The full transcript of Jonathan Derbyshire's interview with renowned Nobel Prize-winning economist Amartya Senby Jonathan Derbyshire / July 18, 2013 / Leave a comment
Jonathan Derbyshire: We first met four years ago. You said something to me then that I think bears on the preoccupations of your new book, co-written with Jean Drèze, An Uncertain Glory. We were talking about the Indian left. You said: “I’ve been very critical of the political balance of the left in India in recent years. A party which has a real commitment to the underdogs of society should be much more worried than it seems to be that India has a higher proportion of undernourished kids than anywhere else in the world.” That insight is, more or less, the point of departure for your new book isn’t it? You’re interested, in other words, in what you call the “two-way relationship” between “social justice” (your term) and economic growth, which of course has been spectacular in India over the past 15-20 years.
Amartya Sen: That’s exactly right. At the time, I hadn’t done the systematic work to see what the other indicators looked like, but I knew that on the undernourishment index we [ie India] were very low. But then when I found that this was true in other many other aspects – having a stable and secure medical arrangement for all; having a well functioning school system to which every child has actual access; universal coverage of immunisation – in all these areas India seemed to be doing worse than many countries which it has overtaken in terms of per capita income- for example, Bangladesh. So this, four years ago, was a thought that was bothering me which I always wanted to follow up. As I looked through it with my friend and collaborator Jean Drèze, it became clear that systematically India was underperforming in these respects, even when it was outperforming other large economies, with the exception of China (today, despite its fall in growth rate, it still has the third highest rate of growth among large economies, after China and Indonesia).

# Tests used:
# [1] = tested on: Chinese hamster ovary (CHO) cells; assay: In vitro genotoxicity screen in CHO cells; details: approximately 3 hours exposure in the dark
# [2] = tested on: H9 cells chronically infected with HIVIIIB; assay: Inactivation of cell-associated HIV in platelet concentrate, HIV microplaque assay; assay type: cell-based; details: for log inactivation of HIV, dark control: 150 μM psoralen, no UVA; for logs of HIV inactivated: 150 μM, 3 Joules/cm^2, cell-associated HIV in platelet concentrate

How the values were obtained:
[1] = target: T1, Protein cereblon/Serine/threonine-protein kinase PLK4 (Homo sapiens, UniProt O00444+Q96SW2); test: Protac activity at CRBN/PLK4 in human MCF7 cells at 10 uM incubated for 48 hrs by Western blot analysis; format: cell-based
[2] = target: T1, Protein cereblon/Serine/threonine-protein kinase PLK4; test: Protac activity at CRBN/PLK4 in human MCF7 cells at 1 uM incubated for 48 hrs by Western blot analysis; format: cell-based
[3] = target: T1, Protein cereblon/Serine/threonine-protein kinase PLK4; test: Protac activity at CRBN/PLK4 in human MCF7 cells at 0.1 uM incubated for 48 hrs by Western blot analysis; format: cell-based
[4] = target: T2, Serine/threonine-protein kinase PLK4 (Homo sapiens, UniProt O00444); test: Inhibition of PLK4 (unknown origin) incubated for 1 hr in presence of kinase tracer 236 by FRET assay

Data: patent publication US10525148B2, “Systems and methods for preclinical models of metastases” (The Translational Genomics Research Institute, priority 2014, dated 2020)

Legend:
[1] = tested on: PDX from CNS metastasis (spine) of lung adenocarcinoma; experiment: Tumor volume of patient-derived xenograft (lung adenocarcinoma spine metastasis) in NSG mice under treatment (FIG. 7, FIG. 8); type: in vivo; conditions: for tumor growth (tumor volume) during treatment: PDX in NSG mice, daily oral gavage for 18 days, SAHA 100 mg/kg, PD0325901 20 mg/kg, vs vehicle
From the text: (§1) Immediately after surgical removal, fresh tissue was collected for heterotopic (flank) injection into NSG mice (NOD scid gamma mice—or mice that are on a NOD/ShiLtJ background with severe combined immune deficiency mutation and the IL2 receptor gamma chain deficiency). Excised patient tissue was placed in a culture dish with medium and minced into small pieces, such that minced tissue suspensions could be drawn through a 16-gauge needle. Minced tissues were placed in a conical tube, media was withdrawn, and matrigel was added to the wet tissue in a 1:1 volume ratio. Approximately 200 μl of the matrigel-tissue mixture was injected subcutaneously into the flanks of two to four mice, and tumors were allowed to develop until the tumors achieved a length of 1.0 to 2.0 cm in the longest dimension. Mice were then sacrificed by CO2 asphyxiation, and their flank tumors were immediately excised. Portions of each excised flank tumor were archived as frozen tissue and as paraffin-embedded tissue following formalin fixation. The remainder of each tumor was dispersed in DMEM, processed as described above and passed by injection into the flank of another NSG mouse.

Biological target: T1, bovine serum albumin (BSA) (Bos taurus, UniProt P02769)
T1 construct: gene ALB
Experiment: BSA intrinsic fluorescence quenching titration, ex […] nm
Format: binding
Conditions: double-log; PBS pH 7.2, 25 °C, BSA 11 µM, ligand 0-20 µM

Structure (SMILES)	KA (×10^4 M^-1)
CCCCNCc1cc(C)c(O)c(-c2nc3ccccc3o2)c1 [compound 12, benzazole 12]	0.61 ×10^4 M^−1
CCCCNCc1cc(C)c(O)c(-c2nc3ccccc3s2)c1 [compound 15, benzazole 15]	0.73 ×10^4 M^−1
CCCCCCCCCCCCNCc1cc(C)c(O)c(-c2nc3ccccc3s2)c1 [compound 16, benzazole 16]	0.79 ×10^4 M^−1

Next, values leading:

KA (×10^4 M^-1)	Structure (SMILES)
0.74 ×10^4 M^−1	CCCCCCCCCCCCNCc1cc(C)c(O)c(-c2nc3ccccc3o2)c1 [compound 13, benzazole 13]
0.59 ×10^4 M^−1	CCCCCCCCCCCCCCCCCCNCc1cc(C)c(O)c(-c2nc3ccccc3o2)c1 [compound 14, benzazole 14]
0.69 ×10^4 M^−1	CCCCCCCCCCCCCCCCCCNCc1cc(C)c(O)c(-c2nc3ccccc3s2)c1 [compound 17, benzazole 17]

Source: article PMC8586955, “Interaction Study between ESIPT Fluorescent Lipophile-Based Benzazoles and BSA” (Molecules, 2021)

JD: That context – the competition with China and the other BRIC nations, India’s sense of itself as punching its weight on the global stage – matters doesn’t it?
AS: Yes. Economic growth is important precisely because it can help people to lead better lives, but to take growth itself to be a fetishistic object of admiration is part of the…